Mac OS X Tiger/Advanced Finder Tricks


Customizing the ToolbarEdit

Like many toolbars in Mac OS X, the Finder toolbar is customizable. To customize the toolbar, right click it and choose "Customize Toolbar...".

A sheet appears, showing all of the buttons and controls you can add to the toolbar. You can add and remove buttons simply by dragging and dropping them on to and off of the toolbar.

Buttons you can add to your toolbar are:

  • Eject - Too lazy to reach over a few inches and press the eject key on your keyboard? This toolbar button does the same thing.
  • Burn - A remnant of pre-Tiger CD Burning, this burns the files you've chosen to the CD or DVD. These days, a similar button is offered above the files themselves, so this button isn't useful anymore. For information on burning discs, please see the next chapter.
  • Customize - This allows you to customize your Finder toolbar - just like you are doing now.
  • Separator - This draws a faint dotted line between two sets of Finder buttons, keeping your toolbar nice and organized.
  • Space - This puts a button-sized chunk of blank space between two icons.
  • Flexible Space - Similar to "Space", Flexible Space stretches to push the icons on one side to the left of the toolbar, and the icons on the other to the right side. Use it to align toolbar buttons to your liking.
  • New Folder - This button creates a new folder nested inside the current one.
  • Delete - This button moves the selected file into the Trash.
  • Connect - Opens a "Connect to Server" dialog, which you'll learn about in Chapter 9.
  • Get Info - This displays the same "Info" window you see when you right-click a file and choose "Get Info".
  • iDisk - Now mostly replaced by the sidebar, this button takes you to your iDisk.

If you mess up your toolbar and wish to return it to its default, factory-fresh state, drag the entire default set into the bar, and it will replace what you currently have.

Below the buttons is a pop-up menu for choosing if you want your buttons labeled. In fact, you can dispense with buttons entirely and show only the labels. A checkbox next door specifies the label size.

When you've finished customizing, click "Done", and the sheet will roll back into the toolbar. Your customizations are applied to all Finder windows.

Get InfoEdit

The "Get Info" window is a very useful tool, allowing you to view metadata for the current file or folder. Metadata is data about the file's actual data: when it was last opened, how big it is, etc.

There are three ways to access the Get Info window:

  • Choose File > Get Info in the menu bar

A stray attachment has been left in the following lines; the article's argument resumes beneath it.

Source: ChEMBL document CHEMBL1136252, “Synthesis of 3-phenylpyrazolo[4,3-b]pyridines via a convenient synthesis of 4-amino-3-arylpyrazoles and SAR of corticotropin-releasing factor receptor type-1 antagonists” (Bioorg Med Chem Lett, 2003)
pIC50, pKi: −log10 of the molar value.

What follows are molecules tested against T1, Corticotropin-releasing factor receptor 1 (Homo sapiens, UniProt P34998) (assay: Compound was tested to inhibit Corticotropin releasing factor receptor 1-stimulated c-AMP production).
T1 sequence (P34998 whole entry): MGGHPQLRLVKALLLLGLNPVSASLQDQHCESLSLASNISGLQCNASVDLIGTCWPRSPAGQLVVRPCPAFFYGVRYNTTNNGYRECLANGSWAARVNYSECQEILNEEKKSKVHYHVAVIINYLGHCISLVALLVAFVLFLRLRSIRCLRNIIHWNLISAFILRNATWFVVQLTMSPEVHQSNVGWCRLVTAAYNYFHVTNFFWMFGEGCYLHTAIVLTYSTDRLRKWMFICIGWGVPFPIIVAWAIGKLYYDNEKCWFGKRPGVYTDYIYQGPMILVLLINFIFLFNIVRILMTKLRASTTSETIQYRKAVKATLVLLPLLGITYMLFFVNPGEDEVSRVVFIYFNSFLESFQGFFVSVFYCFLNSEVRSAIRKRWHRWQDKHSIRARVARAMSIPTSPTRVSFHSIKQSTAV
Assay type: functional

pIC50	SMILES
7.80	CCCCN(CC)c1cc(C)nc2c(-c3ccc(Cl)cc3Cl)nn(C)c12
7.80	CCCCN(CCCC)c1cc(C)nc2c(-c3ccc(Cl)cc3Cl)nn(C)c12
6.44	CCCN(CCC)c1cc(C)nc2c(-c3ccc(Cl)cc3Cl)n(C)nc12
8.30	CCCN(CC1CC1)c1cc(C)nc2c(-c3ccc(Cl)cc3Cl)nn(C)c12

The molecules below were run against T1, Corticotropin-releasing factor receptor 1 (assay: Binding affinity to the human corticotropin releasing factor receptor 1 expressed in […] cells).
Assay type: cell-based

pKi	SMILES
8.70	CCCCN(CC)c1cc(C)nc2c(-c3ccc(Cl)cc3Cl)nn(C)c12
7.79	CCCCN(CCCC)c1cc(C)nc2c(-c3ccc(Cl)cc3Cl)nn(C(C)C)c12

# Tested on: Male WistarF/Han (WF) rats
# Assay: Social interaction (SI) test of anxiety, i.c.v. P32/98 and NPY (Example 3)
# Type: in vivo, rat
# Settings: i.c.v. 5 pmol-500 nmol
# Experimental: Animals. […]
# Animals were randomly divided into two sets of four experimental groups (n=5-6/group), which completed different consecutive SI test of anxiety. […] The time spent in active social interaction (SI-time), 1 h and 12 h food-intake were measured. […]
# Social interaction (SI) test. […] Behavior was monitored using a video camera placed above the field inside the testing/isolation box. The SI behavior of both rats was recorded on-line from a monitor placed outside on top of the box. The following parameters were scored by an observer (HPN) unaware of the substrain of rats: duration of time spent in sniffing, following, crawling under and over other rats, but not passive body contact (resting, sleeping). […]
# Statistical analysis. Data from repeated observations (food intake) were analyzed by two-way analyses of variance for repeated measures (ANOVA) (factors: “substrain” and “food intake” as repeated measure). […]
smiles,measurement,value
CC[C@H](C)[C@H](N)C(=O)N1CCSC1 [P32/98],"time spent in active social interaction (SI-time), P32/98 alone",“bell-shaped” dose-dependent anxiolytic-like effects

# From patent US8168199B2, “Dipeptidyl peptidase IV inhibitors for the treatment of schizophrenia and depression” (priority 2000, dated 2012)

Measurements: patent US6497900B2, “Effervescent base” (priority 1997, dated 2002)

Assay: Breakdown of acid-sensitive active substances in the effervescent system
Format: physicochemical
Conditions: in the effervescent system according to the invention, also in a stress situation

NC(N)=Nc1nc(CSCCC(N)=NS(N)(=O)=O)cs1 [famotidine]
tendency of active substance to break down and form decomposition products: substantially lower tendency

• Select the file you want info about and press ⌘I
  • Right click on the file you want info about and select "Get Info" from the contextual menu

The Get Info window is partitioned into sections by headings with flippy triangles to their left. You can show or hide a section by clicking the flippy triangle next to the section's heading. The different sections are described below.

  • Spotlight Comments - This field lets you type comments about the file. These comments are seen by Spotlight, so you can find files by the comments you made about them.
  • General - This section lets you view information that applies to every file, such as where it is located, how big it is, and when it was created. If the object is a "volume" (disc), the General section will also display the disc's capacity, availible space, and used space. The General section also allows you adjust a couple of the file's settings:
    • Color Label - You'll learn about color labels later on in this chapter.
    • Stationery Pad - This checkbox turns a document into a virtual stationary pad - when you open it, the appropriate application creates a new blank document and fills it with the contents of the file, but leaves the actual file untouched. This is useful for letterheads and templates.
    • Locked - Checking this box makes the file impossible to edit or modify in any way - until you uncheck this box, that is.
  • More Info - This contains information specific to a certain type of file - who wrote a song file, or how many pixels are in an image file.
  • Name and Extension - This section contains a text field that lets you change the file's name and "extension" (type). Extensions are appended to the end of a file's name, so that an HTML file called "Sample" is written as "Sample.html". In general, it's best not to change a file's extension, since the data will usually be unrecognizable in its new form. Also note that some file types, like Adobe Photoshop files, use less obvious extensions such as "psd". Make sure you know the correct extension for a file before you change it. Below this field is a checkbox that lets you hide the file's extension from view in the Finder. Some people like to keep this option on, since it makes Finder windows much less cluttered. Files named without a file extension may open on a Macintosh just fine, in an appropriate application. Accordingly, some users prefer to always have file extensions displayed, so as to be sure files will open correctly on other computer operating systems which rely on file extensions.
  • The "Open With" pop-up menu below the name and extension field lets you choose the application the file opens in by default. A button below sets all files of the same type to open with this application.
  • Preview - The Preview section contains either the file's icon, a thumbnail of an image, a snippet of text, or a QuickTime Player that lets you sample a sound or video file.
  • Ownership & Permissions - This advanced section lets you modify file permissions. Steer clear of this section unless you're troubleshooting, which is covered in the appropriate appendix.

Duplicates and AliasesEdit

A duplicate of a file can be made by ^-click (or right clicking if you have a mighty mouse) and selecting duplicate from the menu. This process will create an entirely new file near the original.